7. The innovation industry is booming

If you look at the US, the Asian or the European markets, there’s more and more people working in innovation in businesses because companies have started feeling the heat. They realized that their business models need to change. One way for them to do that is to acquire startups that can help them leverage an advantage over competitors. This increases the odds of successful exits for B2B entrepreneurs. If you build a meaningful product, it might not become a sustainable business, but maybe a company will need it to build or expand its product offering.

8. B2C incumbents are going B2B

Last, but not least, B2B is becoming cool-er. Because of the consumerization of enterprise software, business users have come to expect the same kind of user experience that they get in B2C in B2B. More and more exciting B2B SaaS products like Slack, Box or Intercom are coming up each year, and they’re attracting more and more attention. Even companies like Dropbox and Facebook are slowly transitioning to more B2B services because they realize there’s a lot of money in B2B.

As an entrepreneur, if you’re willing to dig deep into the value chain and the needs of the market, you can find opportunities for breakout products. You just need the patience and the dedication to do the research. There’s countless opportunities in B2B, and that’s why it’s truly exciting. :-)

More on B2B SaaS

How to Identify Follow-on Markets (With a Great Bowling Analogy)

How to Identify Follow-on Markets (With a Good Bowling Analogy)
© Control Alt Deceit: A Game of Lies, Betrayal and Questionable Business Strategies

Let’s talk about bowling…

If you imagine the move from early adopters to the mainstream audience as a bowling alley where each pin represents a niche market…

As you knock over a pin – or capture a significant share of that niche – you can move on to adjacent markets… and then knock them over.

But, to be successful, the key is to make sure that the next pins you hit are related to the ones you’ve already knocked down so that awareness, word of mouth and case studies travel from one pin to the next. That way, you don’t have to start from scratch every time you enter a new market.

This approach is what Geoffrey Moore, author of Crossing the Chasm, calls the “bowling pin” strategy.

Facebook is a company that executed this strategy really well.

Facebook started at Harvard and then spread to other Ivy League colleges, before eventually reaching the general public.

If they had started out with 1,000 users spread randomly around the world, the service wouldn’t have been very useful.

But having the first 1,000 users at Harvard created value for students. Those students had friends at other colleges, which allowed Facebook to jump from one college to the next.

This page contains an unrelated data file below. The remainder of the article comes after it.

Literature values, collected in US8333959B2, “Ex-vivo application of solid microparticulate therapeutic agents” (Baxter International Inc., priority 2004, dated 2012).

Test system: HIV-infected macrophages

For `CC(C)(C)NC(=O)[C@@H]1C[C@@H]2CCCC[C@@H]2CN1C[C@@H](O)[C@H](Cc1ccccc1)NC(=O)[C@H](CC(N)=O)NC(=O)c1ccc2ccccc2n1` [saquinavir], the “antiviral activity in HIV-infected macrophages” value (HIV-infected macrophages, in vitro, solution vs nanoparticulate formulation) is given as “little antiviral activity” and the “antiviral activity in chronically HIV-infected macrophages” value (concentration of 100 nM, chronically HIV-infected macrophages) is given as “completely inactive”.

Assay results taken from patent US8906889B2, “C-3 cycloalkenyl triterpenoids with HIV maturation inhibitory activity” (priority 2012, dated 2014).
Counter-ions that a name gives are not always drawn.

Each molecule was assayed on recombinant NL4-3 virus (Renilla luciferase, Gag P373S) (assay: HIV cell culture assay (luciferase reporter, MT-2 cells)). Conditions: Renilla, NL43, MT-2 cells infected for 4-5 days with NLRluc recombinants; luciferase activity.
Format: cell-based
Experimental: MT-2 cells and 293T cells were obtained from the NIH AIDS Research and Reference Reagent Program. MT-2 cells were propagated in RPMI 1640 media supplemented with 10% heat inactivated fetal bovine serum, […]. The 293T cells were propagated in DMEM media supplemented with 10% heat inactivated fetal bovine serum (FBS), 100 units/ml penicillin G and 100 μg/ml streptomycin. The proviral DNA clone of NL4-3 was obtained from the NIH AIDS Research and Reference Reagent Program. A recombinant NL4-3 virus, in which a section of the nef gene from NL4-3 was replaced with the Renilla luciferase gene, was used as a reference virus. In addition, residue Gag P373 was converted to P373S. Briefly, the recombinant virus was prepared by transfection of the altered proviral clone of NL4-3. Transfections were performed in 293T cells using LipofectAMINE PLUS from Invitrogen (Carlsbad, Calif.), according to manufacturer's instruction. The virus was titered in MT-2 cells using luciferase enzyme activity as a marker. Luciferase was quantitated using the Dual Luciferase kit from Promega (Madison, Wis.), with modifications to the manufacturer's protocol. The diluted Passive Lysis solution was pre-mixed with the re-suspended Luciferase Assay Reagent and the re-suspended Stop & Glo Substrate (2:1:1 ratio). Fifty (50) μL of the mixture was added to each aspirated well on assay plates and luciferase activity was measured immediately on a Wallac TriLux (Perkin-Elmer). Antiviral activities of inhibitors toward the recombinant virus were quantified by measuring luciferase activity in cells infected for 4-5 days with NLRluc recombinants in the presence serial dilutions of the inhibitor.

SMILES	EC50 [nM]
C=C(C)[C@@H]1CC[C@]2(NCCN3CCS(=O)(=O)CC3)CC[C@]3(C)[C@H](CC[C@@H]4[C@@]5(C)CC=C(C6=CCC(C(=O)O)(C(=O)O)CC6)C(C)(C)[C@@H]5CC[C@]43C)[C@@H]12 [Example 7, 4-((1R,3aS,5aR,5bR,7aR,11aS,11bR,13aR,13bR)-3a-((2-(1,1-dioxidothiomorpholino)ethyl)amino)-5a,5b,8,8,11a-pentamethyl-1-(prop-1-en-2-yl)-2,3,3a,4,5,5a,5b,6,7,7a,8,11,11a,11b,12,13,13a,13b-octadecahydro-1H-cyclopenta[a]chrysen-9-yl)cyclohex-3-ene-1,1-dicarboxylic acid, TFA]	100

Much like in bowling where it’s much harder to hit a split – when the pins have clear separation – then to hit adjacent pins, you want to make sure your follow-on markets are related.

How to Find Follow-on Markets That are Related

To find the next “pin”, it’s important to understand what you’ve already created and be aware of new or emerging opportunities.

What have you built? What came up as you were winning over your initial market segment?

  • Did users from other segments sign up despite your marketing’s focus being on a completely different market? Were some of those user groups larger than others?
  • Did any of those users find real value in your product? Were there segments that showed equal – or maybe superior – performance than your target market customers (churn, engagement, NPS, return on investment)?
  • Did users from other market segments contact your team wanting a slightly different product or solution? Did they have the budget to pay for custom development?
  • Did your team build authority or visibility that can be leveraged to enter in a new market?
  • Did your team gain knowledge or insights that can be used to strategically expand in a new segment?
  • Have customers recommended your product to companies outside of your target market? Have those companies found value using your product?

You’re looking for the intersection between the easiest segment to capture and the greatest strategic benefit for your organization.

Which segment opens most doors? Which segment strengthens your position of leadership? Which segment helps your finances the most?

At this point, since you’re building from a position of strength – with revenues and an established company – you can prioritize longer-term opportunities.

Ask yourself: which follow-on markets will help you knock down pins #3, #4, #5 and beyond? Find the best customer segment and do it! :-)